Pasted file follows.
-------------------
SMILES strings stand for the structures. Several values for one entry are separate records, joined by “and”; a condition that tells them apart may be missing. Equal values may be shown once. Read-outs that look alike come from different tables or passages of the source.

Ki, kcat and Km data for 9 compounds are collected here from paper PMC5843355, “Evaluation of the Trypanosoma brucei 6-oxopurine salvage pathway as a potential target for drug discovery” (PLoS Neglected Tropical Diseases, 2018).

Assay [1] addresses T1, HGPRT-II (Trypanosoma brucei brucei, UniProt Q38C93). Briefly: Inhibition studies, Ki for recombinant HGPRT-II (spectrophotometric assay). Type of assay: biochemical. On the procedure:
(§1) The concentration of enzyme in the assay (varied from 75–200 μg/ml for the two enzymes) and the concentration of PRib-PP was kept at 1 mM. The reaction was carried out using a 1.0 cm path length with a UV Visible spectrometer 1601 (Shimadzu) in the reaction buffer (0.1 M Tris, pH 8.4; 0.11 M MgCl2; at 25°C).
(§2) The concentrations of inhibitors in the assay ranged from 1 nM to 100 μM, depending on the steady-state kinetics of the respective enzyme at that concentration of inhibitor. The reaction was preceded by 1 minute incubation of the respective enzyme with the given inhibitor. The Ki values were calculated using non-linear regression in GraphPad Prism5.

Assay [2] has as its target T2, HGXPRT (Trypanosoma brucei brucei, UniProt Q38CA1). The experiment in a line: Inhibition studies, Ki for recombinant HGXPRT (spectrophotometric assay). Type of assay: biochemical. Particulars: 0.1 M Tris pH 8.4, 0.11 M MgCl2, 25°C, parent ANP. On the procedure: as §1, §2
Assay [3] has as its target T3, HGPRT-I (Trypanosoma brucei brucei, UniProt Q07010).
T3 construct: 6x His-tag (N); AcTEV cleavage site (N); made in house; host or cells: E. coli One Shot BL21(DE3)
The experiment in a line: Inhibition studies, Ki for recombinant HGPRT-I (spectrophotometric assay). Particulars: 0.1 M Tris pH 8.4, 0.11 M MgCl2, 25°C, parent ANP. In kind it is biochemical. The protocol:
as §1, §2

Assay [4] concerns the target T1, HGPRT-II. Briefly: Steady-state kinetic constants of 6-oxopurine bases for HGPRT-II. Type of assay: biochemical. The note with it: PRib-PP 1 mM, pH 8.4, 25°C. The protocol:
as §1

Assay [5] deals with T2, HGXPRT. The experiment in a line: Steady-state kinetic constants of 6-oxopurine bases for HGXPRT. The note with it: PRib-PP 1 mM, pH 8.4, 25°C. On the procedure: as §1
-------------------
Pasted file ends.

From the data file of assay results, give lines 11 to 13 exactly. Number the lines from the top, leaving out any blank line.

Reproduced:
Assay [4] concerns the target T1, HGPRT-II. Briefly: Steady-state kinetic constants of 6-oxopurine bases for HGPRT-II. Type of assay: biochemical. The note with it: PRib-PP 1 mM, pH 8.4, 25°C. The protocol:
as §1

Assay [5] deals with T2, HGXPRT. The experiment in a line: Steady-state kinetic constants of 6-oxopurine bases for HGXPRT. The note with it: PRib-PP 1 mM, pH 8.4, 25°C. On the procedure: as §1